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Gillman
12-24-2006, 06:45
Dane has asked about mingling bourbons and this is something I still like to do.

Lately, I have been returning to all-straight whiskey mixtures. I still do ones with admixture of Canadian whisky and vodka but I find these lighter versions go well in Manhattans (better often than all-whiskey blends).

Recently I used Beam Black, Virginia Gentleman and Overholt in a 45%, 45%, 10% blend, using the best blend formula of Jos. Fleischman from 1885. It is very good. The strong notes of the Beam whiskeys are displayed but also softened by the good but relatively mild Virginia Gentleman. To do a good blend, you need things that complement. Since Overholt is reasonably pungent and has the Beam taste too (to a degree), I'd have thought adding Overholt would not do much or would take away from the blend. Not true.

You get a depth and flavor with a good mixture that many individual whiskeys won't attain.

I am thinking now that my very flavorful, smoky, earthy Old Weller Antique 107 would work well in a blend. If I had more VG, I might use that, but I don't. I am planning a 1:2 Weller Antique and Forester 100, that might work since Forester is so clean, only lightly smoky and fruity. I have some Forester 100, also from Lee's Discount in Vegas. It is very good, just like the pint of same I bought in Louisville last month.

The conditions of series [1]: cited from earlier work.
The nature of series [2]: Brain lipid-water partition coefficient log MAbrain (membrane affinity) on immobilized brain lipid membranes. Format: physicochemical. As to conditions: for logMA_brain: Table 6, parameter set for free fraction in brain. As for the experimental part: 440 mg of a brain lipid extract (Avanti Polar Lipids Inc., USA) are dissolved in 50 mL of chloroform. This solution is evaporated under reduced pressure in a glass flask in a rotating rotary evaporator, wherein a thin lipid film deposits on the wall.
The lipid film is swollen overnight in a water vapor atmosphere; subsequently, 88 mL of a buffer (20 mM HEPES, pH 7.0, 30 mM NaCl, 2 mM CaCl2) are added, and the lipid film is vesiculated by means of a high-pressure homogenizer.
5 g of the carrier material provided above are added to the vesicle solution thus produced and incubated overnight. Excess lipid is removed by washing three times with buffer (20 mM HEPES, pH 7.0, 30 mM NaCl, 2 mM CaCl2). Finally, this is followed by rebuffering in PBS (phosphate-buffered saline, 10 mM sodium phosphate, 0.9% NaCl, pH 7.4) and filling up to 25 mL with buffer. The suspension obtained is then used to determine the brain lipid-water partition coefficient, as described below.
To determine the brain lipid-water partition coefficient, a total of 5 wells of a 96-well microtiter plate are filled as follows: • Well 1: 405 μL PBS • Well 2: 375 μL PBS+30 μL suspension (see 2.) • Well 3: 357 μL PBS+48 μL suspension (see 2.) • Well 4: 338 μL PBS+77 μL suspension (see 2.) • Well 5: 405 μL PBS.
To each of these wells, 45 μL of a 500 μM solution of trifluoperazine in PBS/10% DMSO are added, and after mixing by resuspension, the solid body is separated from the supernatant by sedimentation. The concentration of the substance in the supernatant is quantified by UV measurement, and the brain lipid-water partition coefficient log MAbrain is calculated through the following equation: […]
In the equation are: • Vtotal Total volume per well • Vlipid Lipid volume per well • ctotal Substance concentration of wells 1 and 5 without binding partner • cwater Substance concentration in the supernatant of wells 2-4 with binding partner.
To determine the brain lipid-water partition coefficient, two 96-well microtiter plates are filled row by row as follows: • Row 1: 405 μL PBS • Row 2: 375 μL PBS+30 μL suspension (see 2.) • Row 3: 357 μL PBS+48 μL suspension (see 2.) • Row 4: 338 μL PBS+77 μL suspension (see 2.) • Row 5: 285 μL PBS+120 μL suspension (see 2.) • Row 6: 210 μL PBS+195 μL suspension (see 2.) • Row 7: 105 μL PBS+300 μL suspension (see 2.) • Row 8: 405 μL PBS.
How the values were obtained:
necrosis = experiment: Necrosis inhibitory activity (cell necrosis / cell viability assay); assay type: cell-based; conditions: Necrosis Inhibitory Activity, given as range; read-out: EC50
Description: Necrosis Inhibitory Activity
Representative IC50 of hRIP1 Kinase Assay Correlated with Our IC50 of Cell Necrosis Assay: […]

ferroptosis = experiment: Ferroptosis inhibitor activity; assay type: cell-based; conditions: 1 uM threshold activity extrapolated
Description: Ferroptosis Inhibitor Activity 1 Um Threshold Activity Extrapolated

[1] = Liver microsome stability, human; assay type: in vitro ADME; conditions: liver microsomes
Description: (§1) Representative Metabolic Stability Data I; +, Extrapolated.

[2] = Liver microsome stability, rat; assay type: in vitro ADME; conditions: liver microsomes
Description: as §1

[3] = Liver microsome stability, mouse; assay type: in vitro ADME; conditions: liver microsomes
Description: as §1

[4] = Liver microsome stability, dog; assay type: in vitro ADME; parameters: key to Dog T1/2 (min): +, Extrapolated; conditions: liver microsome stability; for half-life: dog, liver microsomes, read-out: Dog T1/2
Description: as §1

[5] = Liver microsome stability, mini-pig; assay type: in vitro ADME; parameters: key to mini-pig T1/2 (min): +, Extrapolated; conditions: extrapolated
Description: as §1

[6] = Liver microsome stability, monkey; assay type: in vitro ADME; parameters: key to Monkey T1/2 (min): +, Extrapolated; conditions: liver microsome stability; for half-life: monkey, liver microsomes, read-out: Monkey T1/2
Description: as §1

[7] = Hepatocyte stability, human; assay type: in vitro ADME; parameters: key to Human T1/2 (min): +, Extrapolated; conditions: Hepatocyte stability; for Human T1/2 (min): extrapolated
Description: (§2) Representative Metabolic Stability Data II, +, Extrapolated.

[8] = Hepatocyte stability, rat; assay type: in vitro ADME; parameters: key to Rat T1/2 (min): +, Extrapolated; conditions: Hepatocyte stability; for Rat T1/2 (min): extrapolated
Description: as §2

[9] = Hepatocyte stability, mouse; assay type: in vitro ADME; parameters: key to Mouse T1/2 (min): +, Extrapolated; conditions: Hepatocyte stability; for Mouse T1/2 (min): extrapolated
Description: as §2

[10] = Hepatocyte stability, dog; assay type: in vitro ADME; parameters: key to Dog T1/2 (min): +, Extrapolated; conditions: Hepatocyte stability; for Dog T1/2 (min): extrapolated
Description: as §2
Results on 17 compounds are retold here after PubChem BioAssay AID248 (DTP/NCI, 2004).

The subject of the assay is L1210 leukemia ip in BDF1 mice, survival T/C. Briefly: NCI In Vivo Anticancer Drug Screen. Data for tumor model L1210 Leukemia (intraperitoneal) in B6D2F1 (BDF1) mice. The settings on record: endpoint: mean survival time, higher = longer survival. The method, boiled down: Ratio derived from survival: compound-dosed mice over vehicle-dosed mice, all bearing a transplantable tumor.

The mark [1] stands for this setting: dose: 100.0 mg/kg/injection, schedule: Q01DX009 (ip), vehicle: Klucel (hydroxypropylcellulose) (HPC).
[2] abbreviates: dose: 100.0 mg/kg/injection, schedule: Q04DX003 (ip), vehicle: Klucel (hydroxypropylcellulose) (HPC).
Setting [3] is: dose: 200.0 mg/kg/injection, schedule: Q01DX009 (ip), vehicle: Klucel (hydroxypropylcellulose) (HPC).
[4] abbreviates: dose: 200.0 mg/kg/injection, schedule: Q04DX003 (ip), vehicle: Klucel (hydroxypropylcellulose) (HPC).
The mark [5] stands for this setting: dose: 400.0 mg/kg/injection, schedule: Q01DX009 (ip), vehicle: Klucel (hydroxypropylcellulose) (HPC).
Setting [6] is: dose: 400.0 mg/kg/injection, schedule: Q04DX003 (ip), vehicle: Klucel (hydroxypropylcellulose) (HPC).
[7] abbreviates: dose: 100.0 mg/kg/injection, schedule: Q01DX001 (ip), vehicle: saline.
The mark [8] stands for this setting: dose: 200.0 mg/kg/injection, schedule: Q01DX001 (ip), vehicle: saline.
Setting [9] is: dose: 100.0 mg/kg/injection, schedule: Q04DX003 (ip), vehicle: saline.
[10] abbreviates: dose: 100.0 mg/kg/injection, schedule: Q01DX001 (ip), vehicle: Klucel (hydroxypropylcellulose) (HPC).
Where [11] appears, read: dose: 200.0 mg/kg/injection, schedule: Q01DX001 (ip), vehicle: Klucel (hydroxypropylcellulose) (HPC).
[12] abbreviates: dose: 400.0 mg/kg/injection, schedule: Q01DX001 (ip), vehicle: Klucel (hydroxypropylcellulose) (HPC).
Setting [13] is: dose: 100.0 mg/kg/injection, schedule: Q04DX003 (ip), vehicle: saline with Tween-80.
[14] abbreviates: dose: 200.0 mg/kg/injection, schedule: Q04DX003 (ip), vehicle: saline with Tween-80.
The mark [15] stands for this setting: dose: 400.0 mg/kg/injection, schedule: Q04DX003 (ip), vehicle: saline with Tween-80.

Next to it was a Bonded Old Forester sporting the now discontinued label. I should have bought that, and still may, to compare to the current 100 but am very happy with the latter.

This current OF 100 doesn't need blending but could still be used with profit in one.

As for WT 101, JBBL and KC, I don't think I would mingle them, even the last two. All I can say is, consider, light and dark, point and counterpoint. Very vigorous bourbons will usually clash.

A wheater and rye recipe is usually a good strategy, as is a low and high proofer.

It is just common sense.

I'd like to reiterate though that I will only do it where the base whiskeys are ordinary or seem lacking in some way. With a superb straight, you don't need to do it.

Gary

TNbourbon
12-24-2006, 07:05
...I am thinking now that my very flavorful, smoky, earthy Old Weller Antique 107 would work well in a blend...

...A wheater and rye recipe is usually a good strategy, as is a low and high proofer...

As some of you know, I didn't much care for the 2005 William Larue Weller, and thought the Fall 2005 Stagg was less strident than the archetypal GTS. As a sometime acolyte of Gary's methods, I found a very good use for both by vatting them 1:1:1 with plain water.
So, Gary, I might suggest you attempt a 1:1 vatting of the Antique 107 with a Stagg, either reducing or eliminating the water to account for the somewhat lesser proof of the Weller.

Gillman
12-24-2006, 11:56
That might work Tim but I wonder if it is "too much": both these bourbons have big unleashed flavors.

It is surprising how different the Weller Antique is from the non-Antique version, one is elegant, subtle (even at 107) and refined: the other is a big bruiser.

Gary